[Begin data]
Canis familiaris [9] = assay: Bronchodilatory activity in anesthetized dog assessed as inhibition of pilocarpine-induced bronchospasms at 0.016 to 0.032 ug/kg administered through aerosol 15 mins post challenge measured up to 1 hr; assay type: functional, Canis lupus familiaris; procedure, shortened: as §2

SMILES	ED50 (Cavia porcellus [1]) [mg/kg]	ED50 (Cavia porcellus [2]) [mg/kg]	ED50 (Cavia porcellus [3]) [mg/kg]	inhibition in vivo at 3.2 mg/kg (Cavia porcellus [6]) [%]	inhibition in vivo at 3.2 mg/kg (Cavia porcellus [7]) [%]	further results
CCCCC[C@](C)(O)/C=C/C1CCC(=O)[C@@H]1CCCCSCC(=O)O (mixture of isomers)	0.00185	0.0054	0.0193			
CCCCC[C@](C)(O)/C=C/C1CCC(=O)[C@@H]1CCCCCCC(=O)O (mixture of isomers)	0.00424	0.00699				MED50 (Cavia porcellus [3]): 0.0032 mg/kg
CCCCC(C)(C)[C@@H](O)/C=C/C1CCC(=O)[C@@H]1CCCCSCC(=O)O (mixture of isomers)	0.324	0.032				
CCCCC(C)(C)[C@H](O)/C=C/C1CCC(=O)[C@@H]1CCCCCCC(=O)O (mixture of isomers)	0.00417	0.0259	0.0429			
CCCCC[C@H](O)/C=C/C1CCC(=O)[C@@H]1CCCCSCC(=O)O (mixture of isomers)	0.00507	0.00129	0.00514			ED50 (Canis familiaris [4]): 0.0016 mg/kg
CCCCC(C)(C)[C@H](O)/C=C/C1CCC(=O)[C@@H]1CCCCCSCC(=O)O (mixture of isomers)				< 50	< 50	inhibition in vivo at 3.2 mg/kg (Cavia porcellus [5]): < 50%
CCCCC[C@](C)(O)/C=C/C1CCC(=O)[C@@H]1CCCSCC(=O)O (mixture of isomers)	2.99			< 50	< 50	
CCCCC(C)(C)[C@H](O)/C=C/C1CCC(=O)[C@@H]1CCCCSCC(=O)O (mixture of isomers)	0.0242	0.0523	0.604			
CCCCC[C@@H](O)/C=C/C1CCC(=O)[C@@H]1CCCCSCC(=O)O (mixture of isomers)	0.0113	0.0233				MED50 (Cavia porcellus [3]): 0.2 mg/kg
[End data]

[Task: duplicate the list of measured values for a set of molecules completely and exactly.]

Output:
Canis familiaris [9] = assay: Bronchodilatory activity in anesthetized dog assessed as inhibition of pilocarpine-induced bronchospasms at 0.016 to 0.032 ug/kg administered through aerosol 15 mins post challenge measured up to 1 hr; assay type: functional, Canis lupus familiaris; procedure, shortened: as §2

SMILES	ED50 (Cavia porcellus [1]) [mg/kg]	ED50 (Cavia porcellus [2]) [mg/kg]	ED50 (Cavia porcellus [3]) [mg/kg]	inhibition in vivo at 3.2 mg/kg (Cavia porcellus [6]) [%]	inhibition in vivo at 3.2 mg/kg (Cavia porcellus [7]) [%]	further results
CCCCC[C@](C)(O)/C=C/C1CCC(=O)[C@@H]1CCCCSCC(=O)O (mixture of isomers)	0.00185	0.0054	0.0193			
CCCCC[C@](C)(O)/C=C/C1CCC(=O)[C@@H]1CCCCCCC(=O)O (mixture of isomers)	0.00424	0.00699				MED50 (Cavia porcellus [3]): 0.0032 mg/kg
CCCCC(C)(C)[C@@H](O)/C=C/C1CCC(=O)[C@@H]1CCCCSCC(=O)O (mixture of isomers)	0.324	0.032				
CCCCC(C)(C)[C@H](O)/C=C/C1CCC(=O)[C@@H]1CCCCCCC(=O)O (mixture of isomers)	0.00417	0.0259	0.0429			
CCCCC[C@H](O)/C=C/C1CCC(=O)[C@@H]1CCCCSCC(=O)O (mixture of isomers)	0.00507	0.00129	0.00514			ED50 (Canis familiaris [4]): 0.0016 mg/kg
CCCCC(C)(C)[C@H](O)/C=C/C1CCC(=O)[C@@H]1CCCCCSCC(=O)O (mixture of isomers)				< 50	< 50	inhibition in vivo at 3.2 mg/kg (Cavia porcellus [5]): < 50%
CCCCC[C@](C)(O)/C=C/C1CCC(=O)[C@@H]1CCCSCC(=O)O (mixture of isomers)	2.99			< 50	< 50	
CCCCC(C)(C)[C@H](O)/C=C/C1CCC(=O)[C@@H]1CCCCSCC(=O)O (mixture of isomers)	0.0242	0.0523	0.604			
CCCCC[C@@H](O)/C=C/C1CCC(=O)[C@@H]1CCCCSCC(=O)O (mixture of isomers)	0.0113	0.0233				MED50 (Cavia porcellus [3]): 0.2 mg/kg